Physical and Functional Integration 

Modelling and analysis activities are undertaken to provide the required level of definition to de-risk the physical and functional integration of the P&P into the vessel.  The precise level of definition is agreed with the shipyard however, it is normal for BMT to take ownership of these activities during the Basic Design phase and then transition them to the yard during the Detailed Design phase.

BMT creates the following key items:

  • The P&P Operating Philosophy which helps the P&P stakeholders (i.e. the operator, the client, the shipbuilder and equipment suppliers) to gain an understanding of the Design Intent of both normal and key reversionary operation at the whole system level covering the main components of the P&P system.  It provides descriptions of the ship's activities, a description of the whole system, the electrical system and the top level control philosophy both in normal operating scenarios, as well as any key degraded modes. It also includes a description of a system configuration in relation to the ship modes of operation and the transitions between those modes.
  • Interface Scope Diagrams which comprise high level block diagrams which define the interfaces between components of the relevant equipment and systems, as well as defining and agreeing the scope of supply for the components with suppliers. They are vital in de-risking and establishing any equipment scope gaps which may impact integration scope.
  • Transition Diagrams capture the dynamic behaviour and the status of all of the key components within the vessels’ propulsion and electrical generation and distribution system hardware through the transition from one automatic mode to another. Behind the diagrams lie a significant number of known operating boundary conditions which need to be met during each transition. 
  • Arrangement Drawings – BMT develops the key arrangement drawings associated with the P&P arrangement and associated systems to incrementally mature and de-risk the P&P definition.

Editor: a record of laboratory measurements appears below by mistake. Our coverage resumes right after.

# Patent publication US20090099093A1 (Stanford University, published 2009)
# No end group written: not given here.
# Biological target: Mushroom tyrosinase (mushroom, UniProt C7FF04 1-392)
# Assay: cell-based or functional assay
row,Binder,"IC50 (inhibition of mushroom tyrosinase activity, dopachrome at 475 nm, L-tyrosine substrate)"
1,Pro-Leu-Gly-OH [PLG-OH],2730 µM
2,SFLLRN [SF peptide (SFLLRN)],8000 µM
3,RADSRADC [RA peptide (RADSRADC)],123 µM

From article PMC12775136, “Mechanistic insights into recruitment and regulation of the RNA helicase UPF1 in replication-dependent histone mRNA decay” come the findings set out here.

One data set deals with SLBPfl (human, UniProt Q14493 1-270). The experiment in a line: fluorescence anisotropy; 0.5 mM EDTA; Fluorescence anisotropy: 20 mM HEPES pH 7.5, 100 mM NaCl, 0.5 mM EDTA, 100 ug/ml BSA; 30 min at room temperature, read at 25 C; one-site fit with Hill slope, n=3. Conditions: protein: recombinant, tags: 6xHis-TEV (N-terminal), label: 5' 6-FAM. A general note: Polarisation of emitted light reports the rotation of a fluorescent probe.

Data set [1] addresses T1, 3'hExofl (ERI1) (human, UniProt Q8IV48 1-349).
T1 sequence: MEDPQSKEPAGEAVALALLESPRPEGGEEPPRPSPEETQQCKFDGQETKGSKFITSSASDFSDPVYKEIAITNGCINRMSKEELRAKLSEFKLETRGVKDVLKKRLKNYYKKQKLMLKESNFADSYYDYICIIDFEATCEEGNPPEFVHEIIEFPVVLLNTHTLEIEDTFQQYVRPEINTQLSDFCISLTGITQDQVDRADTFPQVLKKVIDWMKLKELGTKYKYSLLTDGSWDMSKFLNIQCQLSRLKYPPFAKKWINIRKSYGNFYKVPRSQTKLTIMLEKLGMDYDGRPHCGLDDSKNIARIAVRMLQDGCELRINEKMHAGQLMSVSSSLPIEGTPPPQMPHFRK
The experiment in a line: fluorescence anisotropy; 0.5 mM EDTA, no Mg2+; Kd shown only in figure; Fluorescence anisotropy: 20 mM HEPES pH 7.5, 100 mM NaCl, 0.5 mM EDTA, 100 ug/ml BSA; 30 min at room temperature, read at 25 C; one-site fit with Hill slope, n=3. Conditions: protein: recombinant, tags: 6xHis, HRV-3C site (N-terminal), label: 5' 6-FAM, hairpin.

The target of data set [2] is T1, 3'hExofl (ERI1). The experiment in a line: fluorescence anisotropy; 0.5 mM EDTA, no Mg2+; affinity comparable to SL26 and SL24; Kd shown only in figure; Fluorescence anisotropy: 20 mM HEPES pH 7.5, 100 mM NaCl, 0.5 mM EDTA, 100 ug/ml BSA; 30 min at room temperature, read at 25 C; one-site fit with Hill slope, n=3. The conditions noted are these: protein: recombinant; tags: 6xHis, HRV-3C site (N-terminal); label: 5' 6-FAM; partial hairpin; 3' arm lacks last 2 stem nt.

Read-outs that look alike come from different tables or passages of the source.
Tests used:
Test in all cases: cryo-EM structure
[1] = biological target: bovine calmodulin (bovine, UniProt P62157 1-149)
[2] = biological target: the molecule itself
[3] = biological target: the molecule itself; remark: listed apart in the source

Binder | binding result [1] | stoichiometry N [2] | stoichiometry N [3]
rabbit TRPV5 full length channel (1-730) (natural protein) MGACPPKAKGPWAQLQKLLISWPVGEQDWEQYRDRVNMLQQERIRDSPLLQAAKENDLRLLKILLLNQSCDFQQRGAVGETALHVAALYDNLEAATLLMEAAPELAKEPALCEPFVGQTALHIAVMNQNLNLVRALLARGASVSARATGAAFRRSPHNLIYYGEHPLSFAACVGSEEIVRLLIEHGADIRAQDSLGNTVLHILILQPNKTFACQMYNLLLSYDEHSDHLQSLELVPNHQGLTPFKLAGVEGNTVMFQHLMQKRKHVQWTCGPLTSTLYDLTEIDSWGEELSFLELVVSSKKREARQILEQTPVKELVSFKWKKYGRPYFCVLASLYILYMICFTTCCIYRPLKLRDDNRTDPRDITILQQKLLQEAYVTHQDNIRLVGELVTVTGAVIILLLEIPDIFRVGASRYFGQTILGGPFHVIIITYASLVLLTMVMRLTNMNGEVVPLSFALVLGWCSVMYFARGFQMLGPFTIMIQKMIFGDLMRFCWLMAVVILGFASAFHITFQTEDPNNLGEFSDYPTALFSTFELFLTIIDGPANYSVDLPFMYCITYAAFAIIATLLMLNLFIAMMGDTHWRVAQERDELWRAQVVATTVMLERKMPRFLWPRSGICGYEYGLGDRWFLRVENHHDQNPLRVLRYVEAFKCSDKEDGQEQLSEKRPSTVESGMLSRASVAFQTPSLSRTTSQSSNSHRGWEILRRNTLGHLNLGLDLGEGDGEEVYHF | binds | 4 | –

Early identification and structured engagement with all the key project stakeholders is essential to support the system and equipment integration activities and the further development of the high level Operating Philosophy document. Whilst important for any vessel, it is even more important for a hybrid design where there is a considerable increase in the level of interaction between the various components of the system, due to the number and complexity of propulsion and generation operating modes. Where a single supplier is not awarded the entire scope of hybrid system supply, this may also result in an increase in the level of integration complexity. 

Transitions Between Automatically Configured Modes

The operation of a hybrid system provides some additional challenges in order to define the most appropriate operating arrangement for each mode of operation. The most appropriate arrangement may range from being the most efficient arrangement (for example, for long distance transit) to the most robust operating arrangement (for when operating in restricted waters, or in RAS configuration).

For hybrid propulsion, the key automatically configured modes are:

  • Motor Cruise - low speed cruise using the hybrid machines in power take in (motor) mode.
  • Diesel Cruise – medium-speed cruise mode using the main engines for propulsion power and the hybrid machines in the power take off (generator) mode and/or diesel generators for electrical generation.
  • Full Speed – fastest achievable speed where all propulsion power is delivered by the main engines and the DG-sets provide all electrical power.
  • RAS - propulsion power is provided by the main engines and electrical power is provided by a combination of DG-sets & hybrid machines.
  • Manoeuvring - propulsion power is provided by the main engines and electrical power is provided by a combination of diesel generators & hybrid machines. Bow thrusters are also energised.
  • Restricted Waterways – propulsion power is provided by the main engines and electrical power is provided by DG-sets.

The ship’s control system automatically changes from one mode to another at a push of a button. The complexity of this re-configuration is dependent on the two modes and to understand and define these transitions, BMT fully engages with the equipment suppliers in order to understand the full envelope capability of their equipment and to gain agreement of the operational intent.


During Basic Design, BMT creates a P&P Operating Philosophy and employs a range of tools and methods to bring stakeholders together to achieve a successful complex P&P designs such as a hybrid propulsion solution. The output from such tools provide clear pictorial views of the system behaviours which allow informed insight and discussion to take place.  This reduces risk and ensures that the design solution meets all the relevant requirements and constraints in an effective manner. 

1. ‘Hybrid Drives For Naval Auxiliary Vessels’, J Buckingham, BMT Defence Service, October 2013. (available at

2.‘Ptool - Fast Performance Modelling of Marine Power & Propulsion Systems’, J Buckingham, All Electric Ship 2000, Paris, May 2010.